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U.S. Terror Suspect Skips Court Appearance As No-Fly Rules Are Tightened

U.S. Attorney General Eric Holder (center) answers questions during a press briefing regarding the investigation into the attempted bombing in Times Square.
WASHINGTON -- The Pakistani-American man charged with terrorism for allegedly driving a car bomb into Times Square has waived his right to a speedy court arraignment and did not appear in court as expected on May 5.

Thirty-year-old Faisal Shahzad is still being questioned by federal authorities and is said to be cooperating with investigators who are trying to discover the extent of what they believe is a terror "plot" that spans two continents.

"Based on what we know so far, it is clear that this was a terrorist plot aimed at murdering Americans in one of the busiest places in our country," U.S. Attorney General Eric Holder has said.

According to prosecutors, Shahzad has admitted to driving an SUV packed with explosives into New York's busy Times Square district on the evening of May 1. U.S. authorities also say he has told them that he received training in Pakistan's lawless border region of Waziristan.

Authorities in Pakistan have detained several people for questioning, including at least one person with ties to the militant Jaish-e-Muhammad group. The FBI says it has no confirmation that the detentions are directly related to Shahzad's case.

'Offer Full Support'

In Islamabad on May 5, Pakistani Interior Minister Rehman Malik pledged that his government would assist the United States in the investigation.

"We will offer full support and help to the U.S. authorities in bringing these culprits to justice," he said. "But we have to see in detail after we have seen the interrogation report, because we know that many attempts have been made to make a 'blame game' on Pakistan. We really do not know how this boy has been motivated. And if he has done this thing, we will be there to help the U.S. authorities to get them to justice."

Terror suspect Faisal Shahzad
In Washington, State Department spokesman Phillip Crowley said the U.S. ambassador to Pakistan, Anne Patterson, has met with Malik, Pakistani President Asif Ali Zardari, and Foreign Minister Shah Mehmood Qureshi to develop a "collective approach" to the investigation.

"The Pakistanis are fully cooperating in the investigation. They recognize, as we do, that this is a shared responsibility and a shared threat to both of us," Crowley said.

Shahzad was charged with five terrorism-related counts on May 2. Under U.S. law, a person charged with a federal crime must be brought before a judge within a day or two to hear his rights and the details of the charges. A defendant can waive that right, as Shahzad has done.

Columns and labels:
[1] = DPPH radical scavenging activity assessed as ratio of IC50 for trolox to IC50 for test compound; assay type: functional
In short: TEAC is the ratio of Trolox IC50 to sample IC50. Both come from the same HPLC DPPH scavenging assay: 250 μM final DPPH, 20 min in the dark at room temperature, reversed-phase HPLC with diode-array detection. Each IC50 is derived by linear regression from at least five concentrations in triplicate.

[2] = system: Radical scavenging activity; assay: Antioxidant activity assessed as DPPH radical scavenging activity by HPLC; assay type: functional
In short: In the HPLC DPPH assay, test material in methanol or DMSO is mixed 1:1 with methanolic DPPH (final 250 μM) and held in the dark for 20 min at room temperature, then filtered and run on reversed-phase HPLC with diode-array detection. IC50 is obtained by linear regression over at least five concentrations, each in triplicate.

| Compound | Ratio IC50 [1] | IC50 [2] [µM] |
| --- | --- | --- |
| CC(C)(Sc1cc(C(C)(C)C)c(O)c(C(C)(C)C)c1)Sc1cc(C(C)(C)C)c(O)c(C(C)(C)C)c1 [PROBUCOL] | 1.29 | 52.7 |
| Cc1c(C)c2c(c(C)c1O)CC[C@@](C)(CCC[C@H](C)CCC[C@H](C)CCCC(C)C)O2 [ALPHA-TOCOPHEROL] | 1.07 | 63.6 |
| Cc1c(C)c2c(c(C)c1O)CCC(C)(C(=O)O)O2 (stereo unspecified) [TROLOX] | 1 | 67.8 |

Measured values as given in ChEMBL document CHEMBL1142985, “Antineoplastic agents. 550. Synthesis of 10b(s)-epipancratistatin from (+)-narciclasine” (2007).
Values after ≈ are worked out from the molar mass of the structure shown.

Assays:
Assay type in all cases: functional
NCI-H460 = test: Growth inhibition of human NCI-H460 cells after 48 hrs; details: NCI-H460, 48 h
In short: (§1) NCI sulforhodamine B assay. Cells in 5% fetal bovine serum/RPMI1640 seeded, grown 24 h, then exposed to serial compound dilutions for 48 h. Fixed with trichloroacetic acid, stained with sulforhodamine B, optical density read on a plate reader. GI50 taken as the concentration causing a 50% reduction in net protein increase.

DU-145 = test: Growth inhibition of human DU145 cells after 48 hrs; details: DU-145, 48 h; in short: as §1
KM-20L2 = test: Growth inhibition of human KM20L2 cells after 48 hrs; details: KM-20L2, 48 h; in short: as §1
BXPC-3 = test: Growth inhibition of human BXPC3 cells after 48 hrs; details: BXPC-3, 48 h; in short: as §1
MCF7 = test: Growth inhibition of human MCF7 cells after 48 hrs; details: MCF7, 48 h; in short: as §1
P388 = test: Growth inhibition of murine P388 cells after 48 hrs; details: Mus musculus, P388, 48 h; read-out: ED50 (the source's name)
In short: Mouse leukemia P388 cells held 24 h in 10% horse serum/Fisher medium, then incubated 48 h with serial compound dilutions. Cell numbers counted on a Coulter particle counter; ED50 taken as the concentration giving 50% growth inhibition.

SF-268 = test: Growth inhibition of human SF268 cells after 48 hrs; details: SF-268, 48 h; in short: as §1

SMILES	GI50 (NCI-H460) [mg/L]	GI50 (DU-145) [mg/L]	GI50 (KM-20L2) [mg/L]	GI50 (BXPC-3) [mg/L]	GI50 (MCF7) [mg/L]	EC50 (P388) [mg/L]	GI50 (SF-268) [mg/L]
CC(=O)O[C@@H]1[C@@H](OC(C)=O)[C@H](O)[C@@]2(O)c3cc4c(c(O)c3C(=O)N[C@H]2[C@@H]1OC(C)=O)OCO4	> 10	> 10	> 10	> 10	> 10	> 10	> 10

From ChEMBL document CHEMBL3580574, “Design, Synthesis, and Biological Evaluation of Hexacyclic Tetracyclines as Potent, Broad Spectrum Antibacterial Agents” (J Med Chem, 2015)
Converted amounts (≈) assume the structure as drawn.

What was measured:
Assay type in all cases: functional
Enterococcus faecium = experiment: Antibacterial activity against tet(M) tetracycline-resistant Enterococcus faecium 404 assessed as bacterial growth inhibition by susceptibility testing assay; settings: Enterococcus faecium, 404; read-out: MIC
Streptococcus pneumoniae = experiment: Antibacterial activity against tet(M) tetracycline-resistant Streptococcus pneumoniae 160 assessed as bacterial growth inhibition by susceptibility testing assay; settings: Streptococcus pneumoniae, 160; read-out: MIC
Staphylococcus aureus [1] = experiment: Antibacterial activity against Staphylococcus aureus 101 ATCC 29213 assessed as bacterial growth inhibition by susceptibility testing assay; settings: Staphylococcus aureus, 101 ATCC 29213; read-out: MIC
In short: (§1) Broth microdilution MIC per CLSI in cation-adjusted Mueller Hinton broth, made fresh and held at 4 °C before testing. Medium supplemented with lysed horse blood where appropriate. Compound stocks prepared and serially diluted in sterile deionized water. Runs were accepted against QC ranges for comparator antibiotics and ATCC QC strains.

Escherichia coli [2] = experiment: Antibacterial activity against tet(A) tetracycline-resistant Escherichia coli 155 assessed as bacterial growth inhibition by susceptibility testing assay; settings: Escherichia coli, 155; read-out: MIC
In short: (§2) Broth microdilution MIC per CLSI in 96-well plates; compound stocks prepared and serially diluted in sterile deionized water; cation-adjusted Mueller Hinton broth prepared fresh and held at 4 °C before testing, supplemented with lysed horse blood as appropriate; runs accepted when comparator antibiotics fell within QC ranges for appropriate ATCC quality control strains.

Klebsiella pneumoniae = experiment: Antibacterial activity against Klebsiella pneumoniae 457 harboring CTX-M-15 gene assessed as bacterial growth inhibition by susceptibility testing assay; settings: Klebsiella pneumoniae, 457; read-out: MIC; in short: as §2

He has been in custody for more than 48 hours since he was arrested late on May 3 at John F. Kennedy International airport after boarding a Dubai-bound plane. Border guard agents noticed Shahzad's name on the U.S. no-fly list minutes after the plane left the gate and alerted the pilot to abort the takeoff.

Change In Procedure

After a day of hand-wringing in Washington and New York over the question of how Shahzad was able to board the plane despite being on the banned-passenger list, the government began requiring airlines to check their passenger list against the no-fly list within two hours of being alerted that an update has occurred.

White House spokesman Robert Gibbs explained the reason for the change. "A review of the situation finds that an airline is required every 24 hours to check the no-fly list," Gibbs said. "The suspect's name was entered a little after noon on Monday, I believe. Therefore, though on the no-fly list, the airline didn't have to check necessarily at that point.

"The new rules require that that happen at a two-hour interval, if airlines are notified that somebody's been added as a risk, to the no-fly list."

Shahzad's former home in Bridgeport, Connecticut
Also in Washington on May 5, a Congressional hearing scheduled before last weekend's bombing attempt saw New York City Mayor Michael Bloomberg urging lawmakers to close a loophole in U.S. law that allows suspected terrorists to buy firearms. Authorities found a 9-millimeter pistol and ammunition in Shahzad's car in the airport parking lot. Shahzad was not listed in a federal database of known terror suspects before his alleged crime.

'Blowback' For Pakistani Operations

More details have emerged about Shahzad's background, including that shortly after becoming a U.S. citizen in April 2009, he quit his job and stopped making payments on his house. He told a real estate agent to let the bank take the property because he was returning to Pakistan.

Shahzad's reported confession to U.S. authorities that he received bomb-making training at a terrorist camp in Waziristan came against the backdrop of the Pakistani Taliban claiming responsibility for the failed bombing attempt. U.S. officials are said to be investigating Shahzad's possible connection to that group. If a link is established, it would mark the first time the group has extended its reach to the United States.

A spokesman for Pakistan's Army says he does not believe the insurgent group was behind the attempt. But Pakistani Foreign Minister Qureshi says he believes the failed attack was in retaliation for the United States targeting followers of the Taliban. Speaking to CBS News, Qureshi called the car bomb "blowback" for stepped up U.S. military operations in Pakistan.

He added, "Let's not be naive. They're not going to sort of sit and welcome you to eliminate them. They're going to fight back. And we have to be ready for this fight."

written by Heather Maher, with agency reports
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